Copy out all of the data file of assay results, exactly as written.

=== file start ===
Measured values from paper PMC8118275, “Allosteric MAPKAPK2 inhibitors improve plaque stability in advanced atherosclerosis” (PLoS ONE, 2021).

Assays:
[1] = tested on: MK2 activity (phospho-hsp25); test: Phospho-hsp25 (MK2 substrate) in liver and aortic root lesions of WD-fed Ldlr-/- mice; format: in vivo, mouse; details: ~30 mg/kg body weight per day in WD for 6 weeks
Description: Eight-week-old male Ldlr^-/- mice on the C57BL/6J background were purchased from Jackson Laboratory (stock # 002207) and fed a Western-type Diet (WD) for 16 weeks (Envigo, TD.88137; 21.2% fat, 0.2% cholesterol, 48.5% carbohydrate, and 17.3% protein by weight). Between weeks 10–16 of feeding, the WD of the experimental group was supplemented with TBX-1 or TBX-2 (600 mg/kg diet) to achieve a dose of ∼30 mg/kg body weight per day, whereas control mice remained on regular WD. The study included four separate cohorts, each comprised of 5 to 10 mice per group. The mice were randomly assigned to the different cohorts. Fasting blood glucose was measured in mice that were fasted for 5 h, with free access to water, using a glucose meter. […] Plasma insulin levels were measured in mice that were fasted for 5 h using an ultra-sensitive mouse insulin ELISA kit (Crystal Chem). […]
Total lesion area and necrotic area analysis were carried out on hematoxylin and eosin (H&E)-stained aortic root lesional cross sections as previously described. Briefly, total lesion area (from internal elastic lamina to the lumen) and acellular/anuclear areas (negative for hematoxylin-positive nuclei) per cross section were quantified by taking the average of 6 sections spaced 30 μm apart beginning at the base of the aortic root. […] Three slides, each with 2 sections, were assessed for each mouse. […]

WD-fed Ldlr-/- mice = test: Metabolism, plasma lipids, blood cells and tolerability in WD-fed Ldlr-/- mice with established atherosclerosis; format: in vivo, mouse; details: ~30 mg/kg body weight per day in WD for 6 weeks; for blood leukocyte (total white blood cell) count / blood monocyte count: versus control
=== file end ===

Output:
Measured values from paper PMC8118275, “Allosteric MAPKAPK2 inhibitors improve plaque stability in advanced atherosclerosis” (PLoS ONE, 2021).

Assays:
[1] = tested on: MK2 activity (phospho-hsp25); test: Phospho-hsp25 (MK2 substrate) in liver and aortic root lesions of WD-fed Ldlr-/- mice; format: in vivo, mouse; details: ~30 mg/kg body weight per day in WD for 6 weeks
Description: Eight-week-old male Ldlr^-/- mice on the C57BL/6J background were purchased from Jackson Laboratory (stock # 002207) and fed a Western-type Diet (WD) for 16 weeks (Envigo, TD.88137; 21.2% fat, 0.2% cholesterol, 48.5% carbohydrate, and 17.3% protein by weight). Between weeks 10–16 of feeding, the WD of the experimental group was supplemented with TBX-1 or TBX-2 (600 mg/kg diet) to achieve a dose of ∼30 mg/kg body weight per day, whereas control mice remained on regular WD. The study included four separate cohorts, each comprised of 5 to 10 mice per group. The mice were randomly assigned to the different cohorts. Fasting blood glucose was measured in mice that were fasted for 5 h, with free access to water, using a glucose meter. […] Plasma insulin levels were measured in mice that were fasted for 5 h using an ultra-sensitive mouse insulin ELISA kit (Crystal Chem). […]
Total lesion area and necrotic area analysis were carried out on hematoxylin and eosin (H&E)-stained aortic root lesional cross sections as previously described. Briefly, total lesion area (from internal elastic lamina to the lumen) and acellular/anuclear areas (negative for hematoxylin-positive nuclei) per cross section were quantified by taking the average of 6 sections spaced 30 μm apart beginning at the base of the aortic root. […] Three slides, each with 2 sections, were assessed for each mouse. […]

WD-fed Ldlr-/- mice = test: Metabolism, plasma lipids, blood cells and tolerability in WD-fed Ldlr-/- mice with established atherosclerosis; format: in vivo, mouse; details: ~30 mg/kg body weight per day in WD for 6 weeks; for blood leukocyte (total white blood cell) count / blood monocyte count: versus control